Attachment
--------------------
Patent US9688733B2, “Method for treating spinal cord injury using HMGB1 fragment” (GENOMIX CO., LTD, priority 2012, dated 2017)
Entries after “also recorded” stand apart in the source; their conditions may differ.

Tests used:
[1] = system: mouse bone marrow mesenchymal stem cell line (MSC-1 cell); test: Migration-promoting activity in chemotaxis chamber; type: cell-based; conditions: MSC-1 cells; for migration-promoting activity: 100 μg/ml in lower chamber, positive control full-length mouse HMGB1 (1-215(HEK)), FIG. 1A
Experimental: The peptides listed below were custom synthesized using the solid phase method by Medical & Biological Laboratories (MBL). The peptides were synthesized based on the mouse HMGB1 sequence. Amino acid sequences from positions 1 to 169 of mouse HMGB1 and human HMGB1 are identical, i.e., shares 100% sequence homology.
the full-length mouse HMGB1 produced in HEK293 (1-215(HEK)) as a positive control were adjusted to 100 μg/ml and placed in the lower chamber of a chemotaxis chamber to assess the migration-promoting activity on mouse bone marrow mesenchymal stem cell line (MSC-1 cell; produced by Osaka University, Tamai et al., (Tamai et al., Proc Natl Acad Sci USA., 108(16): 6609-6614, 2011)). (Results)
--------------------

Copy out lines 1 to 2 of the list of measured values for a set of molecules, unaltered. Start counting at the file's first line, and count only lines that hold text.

Patent US9688733B2, “Method for treating spinal cord injury using HMGB1 fragment” (GENOMIX CO., LTD, priority 2012, dated 2017)
Entries after “also recorded” stand apart in the source; their conditions may differ.